Taking your dog

Do any of you take your dogs with you when you fly? If so do you do anything to protect their ears? Mine trembles in the back seat (he’s fine in a car), and I worry that I will hurt his hearing which is more sensitive than ours and reacts to a broader frequency range.

I tried the earplug approach, but my shepard size dog would have none of it. He just goes to sleep, unless he’s bored. Then he either bugs me for attention, looks at the window (he is great at finding traffic…, just watch his nose. Occasionally, he gets really bored and tries to talk on the radios.

As far as help, he is not good with navigation on the way out, but on the way home he is terrific. You could say he has an nose for it.

Seriously, if he is that nervous, have you tried a tranquilizer? Talk to your vet and then try it out at home a week or two before you want to fly with him (her?).

Also, you may want to put a towel on the wing to help the dog walk on it and not scratch it.

Same question but applied to my cat. Got to get it from Pennsylvania to California.

I had reserved the tranquilizers for my wife! My dog is a Bichon (a circus dog) that will jump into the front seats if I don’t use a harness.

You guys are kidding; right? Mike

Of course I was kidding. Luke, that’s my Shepherd/hound mix, can’t navigate for beans. He also drools on the charts!

As far as the tranquillizers, no, I’ve actually heard of vets prescribing them when traveling with dogs and cats. And, personally, I think tranquilizers is a great idea for my wife. I don’t know why I didn’t think of it myself! It would be the #1 modification to increase the range of my plane! :slight_smile:

And NO, he won’t wear headsets and has no patience with earplugs. The noise just doesn’t seem to bother him. I do put him on the flight plan under remarks.


Talked to the vet at Marty’s suggestion about tranquilizers for my dog, Byron. He suggested that Byron get some flight training (or at least ground school) before he decides on the proper dosage. Flight training would be less effective for my wife and we’ll just give her the pills.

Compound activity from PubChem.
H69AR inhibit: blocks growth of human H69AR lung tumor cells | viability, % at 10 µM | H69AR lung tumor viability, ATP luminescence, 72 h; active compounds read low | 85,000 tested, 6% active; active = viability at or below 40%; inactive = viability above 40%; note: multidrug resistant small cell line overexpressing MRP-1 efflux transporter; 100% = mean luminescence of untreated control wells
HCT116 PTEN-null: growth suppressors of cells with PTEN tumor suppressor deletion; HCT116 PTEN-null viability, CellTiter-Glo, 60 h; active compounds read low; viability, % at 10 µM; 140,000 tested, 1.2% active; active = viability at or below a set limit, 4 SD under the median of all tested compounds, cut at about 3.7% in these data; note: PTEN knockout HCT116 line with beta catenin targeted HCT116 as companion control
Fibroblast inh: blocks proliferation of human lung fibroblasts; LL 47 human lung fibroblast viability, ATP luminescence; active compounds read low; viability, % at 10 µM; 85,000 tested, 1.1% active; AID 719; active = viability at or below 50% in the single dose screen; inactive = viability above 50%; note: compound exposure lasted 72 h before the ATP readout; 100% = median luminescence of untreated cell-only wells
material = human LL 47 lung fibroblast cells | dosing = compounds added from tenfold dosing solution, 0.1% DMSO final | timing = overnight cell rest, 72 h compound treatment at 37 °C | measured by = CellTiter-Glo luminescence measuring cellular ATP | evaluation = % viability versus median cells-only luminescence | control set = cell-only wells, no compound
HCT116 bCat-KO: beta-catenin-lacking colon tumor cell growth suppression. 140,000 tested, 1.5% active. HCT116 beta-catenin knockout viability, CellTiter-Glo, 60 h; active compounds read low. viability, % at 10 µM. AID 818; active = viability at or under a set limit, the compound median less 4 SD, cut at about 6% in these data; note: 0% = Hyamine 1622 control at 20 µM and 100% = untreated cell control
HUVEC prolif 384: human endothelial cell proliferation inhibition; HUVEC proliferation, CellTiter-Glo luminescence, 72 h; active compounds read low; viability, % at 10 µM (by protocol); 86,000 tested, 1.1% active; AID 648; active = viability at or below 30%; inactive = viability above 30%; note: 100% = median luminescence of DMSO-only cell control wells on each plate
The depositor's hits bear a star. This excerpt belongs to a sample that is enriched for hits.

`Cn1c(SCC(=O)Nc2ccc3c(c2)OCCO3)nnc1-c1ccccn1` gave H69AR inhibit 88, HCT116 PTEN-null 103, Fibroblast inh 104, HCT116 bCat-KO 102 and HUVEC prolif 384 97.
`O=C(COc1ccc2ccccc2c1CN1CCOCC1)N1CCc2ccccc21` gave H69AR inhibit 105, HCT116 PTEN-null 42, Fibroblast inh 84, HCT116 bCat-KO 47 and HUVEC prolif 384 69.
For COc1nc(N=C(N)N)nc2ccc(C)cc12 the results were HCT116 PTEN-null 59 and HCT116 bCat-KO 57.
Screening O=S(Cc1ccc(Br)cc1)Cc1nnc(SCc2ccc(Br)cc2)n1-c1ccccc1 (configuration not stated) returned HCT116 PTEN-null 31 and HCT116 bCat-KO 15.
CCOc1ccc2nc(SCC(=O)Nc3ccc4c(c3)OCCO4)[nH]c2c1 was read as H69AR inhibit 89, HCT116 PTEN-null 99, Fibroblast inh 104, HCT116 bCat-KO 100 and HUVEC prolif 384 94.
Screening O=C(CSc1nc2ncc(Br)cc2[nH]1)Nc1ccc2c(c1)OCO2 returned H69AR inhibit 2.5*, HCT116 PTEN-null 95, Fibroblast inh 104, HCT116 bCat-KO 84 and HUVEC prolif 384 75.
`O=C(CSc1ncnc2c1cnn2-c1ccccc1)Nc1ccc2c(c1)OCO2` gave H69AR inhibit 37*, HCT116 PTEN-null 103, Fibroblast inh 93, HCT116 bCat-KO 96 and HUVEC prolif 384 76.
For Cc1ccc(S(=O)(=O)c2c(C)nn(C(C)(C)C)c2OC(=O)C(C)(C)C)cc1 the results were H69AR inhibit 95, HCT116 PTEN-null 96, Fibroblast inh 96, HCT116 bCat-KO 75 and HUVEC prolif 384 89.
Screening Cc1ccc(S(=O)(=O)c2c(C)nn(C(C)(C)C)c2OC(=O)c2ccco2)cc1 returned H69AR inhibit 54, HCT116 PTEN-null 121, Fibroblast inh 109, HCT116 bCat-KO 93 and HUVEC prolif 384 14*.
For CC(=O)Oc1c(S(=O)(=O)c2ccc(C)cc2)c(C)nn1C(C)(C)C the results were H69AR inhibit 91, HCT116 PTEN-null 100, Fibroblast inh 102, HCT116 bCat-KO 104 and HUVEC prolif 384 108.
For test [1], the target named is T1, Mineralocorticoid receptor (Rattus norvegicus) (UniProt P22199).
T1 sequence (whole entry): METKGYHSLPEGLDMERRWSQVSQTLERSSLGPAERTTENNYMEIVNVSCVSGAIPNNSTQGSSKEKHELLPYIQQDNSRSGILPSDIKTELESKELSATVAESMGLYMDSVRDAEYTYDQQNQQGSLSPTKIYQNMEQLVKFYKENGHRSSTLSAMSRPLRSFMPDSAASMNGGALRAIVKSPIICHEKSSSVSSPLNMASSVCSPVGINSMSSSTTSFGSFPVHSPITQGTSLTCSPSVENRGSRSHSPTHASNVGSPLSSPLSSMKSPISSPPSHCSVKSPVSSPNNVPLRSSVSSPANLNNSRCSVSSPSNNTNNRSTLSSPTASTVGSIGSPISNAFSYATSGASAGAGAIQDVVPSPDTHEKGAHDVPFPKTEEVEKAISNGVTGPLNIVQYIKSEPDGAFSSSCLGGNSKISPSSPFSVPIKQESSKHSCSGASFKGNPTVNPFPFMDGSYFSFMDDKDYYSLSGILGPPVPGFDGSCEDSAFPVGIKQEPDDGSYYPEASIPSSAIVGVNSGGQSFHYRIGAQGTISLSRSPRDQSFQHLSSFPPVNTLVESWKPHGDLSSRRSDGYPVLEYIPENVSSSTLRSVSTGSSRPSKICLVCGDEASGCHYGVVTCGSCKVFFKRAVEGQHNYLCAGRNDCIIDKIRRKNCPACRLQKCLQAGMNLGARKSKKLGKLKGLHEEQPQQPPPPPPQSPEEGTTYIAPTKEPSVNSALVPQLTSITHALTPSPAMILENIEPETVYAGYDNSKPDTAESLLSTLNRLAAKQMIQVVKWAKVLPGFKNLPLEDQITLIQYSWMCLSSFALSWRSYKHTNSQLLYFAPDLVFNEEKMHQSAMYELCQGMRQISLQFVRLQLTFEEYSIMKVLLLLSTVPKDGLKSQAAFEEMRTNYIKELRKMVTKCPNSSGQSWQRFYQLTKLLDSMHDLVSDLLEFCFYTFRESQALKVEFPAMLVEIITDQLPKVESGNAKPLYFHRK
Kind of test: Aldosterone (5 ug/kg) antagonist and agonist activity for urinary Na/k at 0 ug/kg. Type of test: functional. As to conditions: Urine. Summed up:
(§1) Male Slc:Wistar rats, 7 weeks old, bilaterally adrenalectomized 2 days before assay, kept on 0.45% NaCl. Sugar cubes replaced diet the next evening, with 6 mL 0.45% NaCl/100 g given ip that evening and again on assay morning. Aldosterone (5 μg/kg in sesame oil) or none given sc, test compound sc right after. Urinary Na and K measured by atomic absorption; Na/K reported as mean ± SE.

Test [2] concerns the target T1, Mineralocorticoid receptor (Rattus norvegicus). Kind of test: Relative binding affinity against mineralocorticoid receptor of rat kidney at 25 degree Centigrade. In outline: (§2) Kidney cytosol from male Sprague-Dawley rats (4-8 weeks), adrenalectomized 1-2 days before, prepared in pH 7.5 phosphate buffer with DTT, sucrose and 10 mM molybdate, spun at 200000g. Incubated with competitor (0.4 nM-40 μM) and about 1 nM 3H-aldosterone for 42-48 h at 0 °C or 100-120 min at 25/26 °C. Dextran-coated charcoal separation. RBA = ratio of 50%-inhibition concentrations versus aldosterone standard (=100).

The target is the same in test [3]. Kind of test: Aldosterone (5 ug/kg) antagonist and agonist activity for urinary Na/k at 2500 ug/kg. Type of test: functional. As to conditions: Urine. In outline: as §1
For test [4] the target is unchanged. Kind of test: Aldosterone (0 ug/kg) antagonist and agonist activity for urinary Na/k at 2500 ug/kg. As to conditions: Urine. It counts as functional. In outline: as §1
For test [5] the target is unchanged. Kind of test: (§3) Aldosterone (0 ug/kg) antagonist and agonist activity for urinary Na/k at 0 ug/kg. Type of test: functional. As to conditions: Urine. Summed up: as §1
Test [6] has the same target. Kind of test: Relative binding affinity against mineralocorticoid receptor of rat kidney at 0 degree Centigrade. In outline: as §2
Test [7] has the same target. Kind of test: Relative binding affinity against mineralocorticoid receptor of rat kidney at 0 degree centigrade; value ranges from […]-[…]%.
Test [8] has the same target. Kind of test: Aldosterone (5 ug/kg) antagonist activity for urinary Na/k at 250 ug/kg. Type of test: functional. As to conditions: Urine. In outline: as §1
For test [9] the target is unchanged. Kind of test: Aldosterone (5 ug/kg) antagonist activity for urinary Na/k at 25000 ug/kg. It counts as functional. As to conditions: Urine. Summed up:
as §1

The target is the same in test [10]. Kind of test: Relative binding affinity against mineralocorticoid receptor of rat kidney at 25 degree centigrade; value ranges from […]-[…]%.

Depends could also extend your range, but without the added benefit the tranquilzers provide. (that is what’s actually shortening your legs right?)


Are the depends for me or my wife? No comment on the real reason for short legs, my wife is reading this as I type. :slight_smile:

Oh my Goodness you guys are serious!

I frequently flew with my cat…but since a cat always crawls under the nearest pedals (brakes in a car, or rudders in plane), I’d transport her in a cage. After five minutes of whining, she’d usually conk out the rest of the trip. My girlfriend’s dog, on the other hand, rather enjoyed take offs and landings…nose to the window. But it too always sleeps during cruise. The dog has a chest harness that we just strap to the backseat belts.

If you must take a nervous dog on a long trip, tranquilizers are probably the way to go. But that seems a bit harsh if you have the option of just leaving him at home. If it’s a small dog, you might try a transport cage in the luggage compartment. Perhaps if he sees nothing, he will opt to go to sleep (like blinders on a horse).

Any idea if the effects of less oxygen are the same for a small animal as they would for a person? I.e., would it be safe to fly at 12,000’?

I asked the same question on AOPA yesterday. Bruce Chein mentioned that when dogs get hypoxia, they tend to puke and poop, so it’s best to not feed them if you need to go into the FLs. Other than that, I figure I’ll just treat the dog like I would an unneeded passenger. Keep plane below 15kft.